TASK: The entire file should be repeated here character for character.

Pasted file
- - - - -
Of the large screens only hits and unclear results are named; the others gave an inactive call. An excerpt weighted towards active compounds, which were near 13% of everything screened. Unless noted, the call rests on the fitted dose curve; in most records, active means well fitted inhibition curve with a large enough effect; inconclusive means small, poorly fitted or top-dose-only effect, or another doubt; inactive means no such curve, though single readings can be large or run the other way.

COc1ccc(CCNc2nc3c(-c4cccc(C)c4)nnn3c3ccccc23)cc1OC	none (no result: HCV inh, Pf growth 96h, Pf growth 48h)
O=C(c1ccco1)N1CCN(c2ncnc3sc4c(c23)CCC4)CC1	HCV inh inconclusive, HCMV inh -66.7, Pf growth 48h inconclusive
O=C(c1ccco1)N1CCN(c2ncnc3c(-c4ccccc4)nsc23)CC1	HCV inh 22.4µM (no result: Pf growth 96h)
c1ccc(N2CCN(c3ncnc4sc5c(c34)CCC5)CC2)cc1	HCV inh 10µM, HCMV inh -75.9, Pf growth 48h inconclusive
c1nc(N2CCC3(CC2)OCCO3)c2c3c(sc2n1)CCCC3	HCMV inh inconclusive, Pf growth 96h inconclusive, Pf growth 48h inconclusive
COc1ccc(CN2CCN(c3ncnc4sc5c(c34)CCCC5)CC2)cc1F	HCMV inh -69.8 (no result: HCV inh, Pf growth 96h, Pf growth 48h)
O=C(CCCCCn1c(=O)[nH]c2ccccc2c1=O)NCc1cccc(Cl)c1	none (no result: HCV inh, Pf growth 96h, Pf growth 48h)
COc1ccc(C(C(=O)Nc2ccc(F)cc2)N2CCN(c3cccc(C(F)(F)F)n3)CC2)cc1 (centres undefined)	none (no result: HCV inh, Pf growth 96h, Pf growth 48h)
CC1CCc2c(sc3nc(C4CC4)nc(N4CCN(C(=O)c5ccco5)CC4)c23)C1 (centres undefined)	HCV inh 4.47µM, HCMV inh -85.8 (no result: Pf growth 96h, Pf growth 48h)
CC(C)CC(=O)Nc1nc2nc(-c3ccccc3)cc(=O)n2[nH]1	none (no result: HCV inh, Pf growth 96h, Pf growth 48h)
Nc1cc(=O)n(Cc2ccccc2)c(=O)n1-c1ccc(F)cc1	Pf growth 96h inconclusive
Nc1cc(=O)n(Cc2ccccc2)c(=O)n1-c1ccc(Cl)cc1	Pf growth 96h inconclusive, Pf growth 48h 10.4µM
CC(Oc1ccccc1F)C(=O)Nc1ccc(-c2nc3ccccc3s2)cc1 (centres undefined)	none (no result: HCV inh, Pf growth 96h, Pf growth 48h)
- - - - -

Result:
Of the large screens only hits and unclear results are named; the others gave an inactive call. An excerpt weighted towards active compounds, which were near 13% of everything screened. Unless noted, the call rests on the fitted dose curve; in most records, active means well fitted inhibition curve with a large enough effect; inconclusive means small, poorly fitted or top-dose-only effect, or another doubt; inactive means no such curve, though single readings can be large or run the other way.

COc1ccc(CCNc2nc3c(-c4cccc(C)c4)nnn3c3ccccc23)cc1OC	none (no result: HCV inh, Pf growth 96h, Pf growth 48h)
O=C(c1ccco1)N1CCN(c2ncnc3sc4c(c23)CCC4)CC1	HCV inh inconclusive, HCMV inh -66.7, Pf growth 48h inconclusive
O=C(c1ccco1)N1CCN(c2ncnc3c(-c4ccccc4)nsc23)CC1	HCV inh 22.4µM (no result: Pf growth 96h)
c1ccc(N2CCN(c3ncnc4sc5c(c34)CCC5)CC2)cc1	HCV inh 10µM, HCMV inh -75.9, Pf growth 48h inconclusive
c1nc(N2CCC3(CC2)OCCO3)c2c3c(sc2n1)CCCC3	HCMV inh inconclusive, Pf growth 96h inconclusive, Pf growth 48h inconclusive
COc1ccc(CN2CCN(c3ncnc4sc5c(c34)CCCC5)CC2)cc1F	HCMV inh -69.8 (no result: HCV inh, Pf growth 96h, Pf growth 48h)
O=C(CCCCCn1c(=O)[nH]c2ccccc2c1=O)NCc1cccc(Cl)c1	none (no result: HCV inh, Pf growth 96h, Pf growth 48h)
COc1ccc(C(C(=O)Nc2ccc(F)cc2)N2CCN(c3cccc(C(F)(F)F)n3)CC2)cc1 (centres undefined)	none (no result: HCV inh, Pf growth 96h, Pf growth 48h)
CC1CCc2c(sc3nc(C4CC4)nc(N4CCN(C(=O)c5ccco5)CC4)c23)C1 (centres undefined)	HCV inh 4.47µM, HCMV inh -85.8 (no result: Pf growth 96h, Pf growth 48h)
CC(C)CC(=O)Nc1nc2nc(-c3ccccc3)cc(=O)n2[nH]1	none (no result: HCV inh, Pf growth 96h, Pf growth 48h)
Nc1cc(=O)n(Cc2ccccc2)c(=O)n1-c1ccc(F)cc1	Pf growth 96h inconclusive
Nc1cc(=O)n(Cc2ccccc2)c(=O)n1-c1ccc(Cl)cc1	Pf growth 96h inconclusive, Pf growth 48h 10.4µM
CC(Oc1ccccc1F)C(=O)Nc1ccc(-c2nc3ccccc3s2)cc1 (centres undefined)	none (no result: HCV inh, Pf growth 96h, Pf growth 48h)